It makes me sorry to say that the extremist rhetoric we witness in India these days is an alarming harbinger of this kind of zealotry, which has the potential of not just derailing us economically but also causing lasting damage to the social and cultural fabric of our nation.
India: Metamorphosis from disinformation to stark lies
When European Disinfo Lab exposed India’s disinformation network, India apologized. But, the portents are that India continued spreading disinformation, nay stark lies against Pakistan. India’s usual modus operandi was to employ dubious thinktanks and journalists of doubtful credentials to tarnish Pakistan’s image. For instance, Macdonald-Laurier Institute, a registered Canadian charity, published a Pakistan-bashing report ‘Khalistan—A project of Pakistan’ which found mention in almost all leading Indian newspapers. Now, Indian government has told its Supreme Court that farmers’ protest in India are being pro-Pakistan and pro-Khalistan elements. The SC has called upon Indian government to submit an affidavit about its allegation along with corroborative evidence.
Another pro-India “thinktank”, spouting venom against Pakistan is the “International Terrorism Observatory”. It is chaired by Roland Jacquard. Prestigious French newspaper Le Monde (The World) pointed out in 2015; he is the only member “without publications, without a website, without postal address and without any legal existence”. He runs a bookstore stacked with books on “networks of Islamist terrorism’. According to journalists Didier Bigo, Laurent Bonelli and Thomas Deltombe, Roland Jacquard’s claim of being a media expert is questionable.
India-sponsored think tank International Institute for Non-Aligned Studies run by Srivastava Group of India shot into limelight when it paid for the travel and accommodation of an unofficial far-right delegation of 23 European Union parliamentarians to Srinagar on October 30, 2013. The trip was arranged by Indian intelligence surrogate, Madi Sharma, who posed as a self-styled “international business broker”.
India’s metamorphosis from disinformation to stark lies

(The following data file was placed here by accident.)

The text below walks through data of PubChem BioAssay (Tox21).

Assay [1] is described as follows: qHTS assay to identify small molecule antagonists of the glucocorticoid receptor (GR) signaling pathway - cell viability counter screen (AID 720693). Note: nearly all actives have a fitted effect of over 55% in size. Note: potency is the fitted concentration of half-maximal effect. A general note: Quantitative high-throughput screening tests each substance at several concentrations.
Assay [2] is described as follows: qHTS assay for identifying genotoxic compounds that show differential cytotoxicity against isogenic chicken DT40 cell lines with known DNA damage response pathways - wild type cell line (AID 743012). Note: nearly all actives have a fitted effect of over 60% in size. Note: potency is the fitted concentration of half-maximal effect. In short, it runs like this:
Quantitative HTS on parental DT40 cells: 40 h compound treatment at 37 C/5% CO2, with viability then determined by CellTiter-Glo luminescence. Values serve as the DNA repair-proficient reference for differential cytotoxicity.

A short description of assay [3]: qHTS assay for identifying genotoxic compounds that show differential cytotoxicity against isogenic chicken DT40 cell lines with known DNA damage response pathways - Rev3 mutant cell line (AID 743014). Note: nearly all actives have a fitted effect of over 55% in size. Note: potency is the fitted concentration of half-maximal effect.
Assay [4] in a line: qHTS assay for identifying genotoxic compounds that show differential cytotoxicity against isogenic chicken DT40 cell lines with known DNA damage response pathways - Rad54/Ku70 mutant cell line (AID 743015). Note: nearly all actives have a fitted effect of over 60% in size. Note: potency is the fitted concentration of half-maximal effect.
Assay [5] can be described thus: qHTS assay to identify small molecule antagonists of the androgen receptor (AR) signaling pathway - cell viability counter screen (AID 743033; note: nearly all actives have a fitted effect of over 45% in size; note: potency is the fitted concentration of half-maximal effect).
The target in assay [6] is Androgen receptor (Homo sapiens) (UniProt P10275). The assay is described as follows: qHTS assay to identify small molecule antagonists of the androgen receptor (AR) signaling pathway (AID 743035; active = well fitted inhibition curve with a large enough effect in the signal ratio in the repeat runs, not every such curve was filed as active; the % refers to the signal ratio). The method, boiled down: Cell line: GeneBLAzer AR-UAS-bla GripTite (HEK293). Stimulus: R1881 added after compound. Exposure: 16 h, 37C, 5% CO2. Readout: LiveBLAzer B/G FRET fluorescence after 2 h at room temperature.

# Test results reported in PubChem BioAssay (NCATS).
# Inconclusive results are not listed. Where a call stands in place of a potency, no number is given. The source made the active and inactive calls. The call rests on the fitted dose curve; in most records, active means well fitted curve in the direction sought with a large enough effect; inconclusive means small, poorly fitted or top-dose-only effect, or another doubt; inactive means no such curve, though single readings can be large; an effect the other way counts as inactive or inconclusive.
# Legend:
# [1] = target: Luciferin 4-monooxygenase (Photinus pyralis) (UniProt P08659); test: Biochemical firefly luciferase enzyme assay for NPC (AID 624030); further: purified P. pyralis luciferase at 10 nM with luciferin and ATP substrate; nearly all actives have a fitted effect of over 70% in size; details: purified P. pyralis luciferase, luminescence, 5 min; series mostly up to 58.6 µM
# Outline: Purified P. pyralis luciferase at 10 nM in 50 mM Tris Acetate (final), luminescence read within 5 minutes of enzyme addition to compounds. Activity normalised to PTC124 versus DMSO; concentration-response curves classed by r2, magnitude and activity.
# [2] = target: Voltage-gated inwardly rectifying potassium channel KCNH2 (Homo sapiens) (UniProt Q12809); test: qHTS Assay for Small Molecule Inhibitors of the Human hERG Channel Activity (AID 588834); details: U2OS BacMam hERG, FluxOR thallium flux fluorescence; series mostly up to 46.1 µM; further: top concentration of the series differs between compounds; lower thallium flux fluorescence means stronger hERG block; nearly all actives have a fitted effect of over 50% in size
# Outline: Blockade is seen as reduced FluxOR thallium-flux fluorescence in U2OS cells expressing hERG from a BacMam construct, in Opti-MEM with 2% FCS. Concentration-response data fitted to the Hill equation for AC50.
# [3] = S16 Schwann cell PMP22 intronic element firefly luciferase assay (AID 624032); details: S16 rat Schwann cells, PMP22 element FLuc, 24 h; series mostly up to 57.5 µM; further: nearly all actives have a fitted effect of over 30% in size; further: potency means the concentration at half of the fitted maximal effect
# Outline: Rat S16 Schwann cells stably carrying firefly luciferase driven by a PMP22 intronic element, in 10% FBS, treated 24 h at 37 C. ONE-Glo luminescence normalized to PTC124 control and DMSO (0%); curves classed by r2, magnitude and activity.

It appears India has now realized that its disinformation is losing clout. So, instead of banking on dubious journalists and think tanks, it has begun to churn out lies against Pakistan through its own agencies, including the prestigious India Today.
Almost all media outlets and TV channels disseminated the false report that an ex diplomat has admitted that India did actually kills 300 men in Balakot air strike on February 26, 2019. Some channels have retracted the false rreport while others are staying mum.
What did the news agency ANI say?
The statement falsely attributed to diplomat Agha Hilaly was carried by several news organisation, including India Today, and was based on an input by news agency ANI. The News agency ANI quoted Pakistani diplomat Agha Hilaly as saying, “India crossed the international border and did an act of war in which at least 300 were reported dead. Our target was different from theirs. We targeted their high command. That was our legitimate target because they are men of the military. We subconsciously accepted that a surgical strike — a limited action — did not result in any casualty. Now we have subconsciously told them that, whatever they will do, we’ll do only that much and won’t escalate.”
The video was misattributed and the quote was actually a snippet of a larger quote made by former diplomat Zafar Hilaly in a television debate.The full quote by Zafar Hilaly is as follows:: What India did was an act of war. By crossing the international boundary India committed an act of war in which they intended to kill at least 300 people. Coincidentally, they [Pakistani people] did not die and India bombed a football field. “Hilaly has also said that the viral video is edited and does not represent his full quote. He also shared the full video on his Twitter account. A fact-check by “Alt News” found that the comments were misreported and the ex-diplomat who made the comments was “Zafar Hilaly”.In the debate posted on YouTube by HUM news as part of a program called “Agenda Pakistan”, Hilaly had said, “What you did, India, was an act of war. India ne jo kiya, international boundary ko cross karke ek act of war. Jisme kam se kam 300 logo ko unhone marna tha. (What India did was an act of war. By crossing the international boundary India committed an act of war in which they intended to kill at least 300 people).”Zafar Hilaly also tweeted a video saying his statement was spliced and edited. Alt News said a version of the video posted on Twitter had an abrupt cut “around 0:7-0:9 seconds” and the word “marna (to kill)” sounds as if Hilaly said “mara (killed)”. The news has since been removed by websites.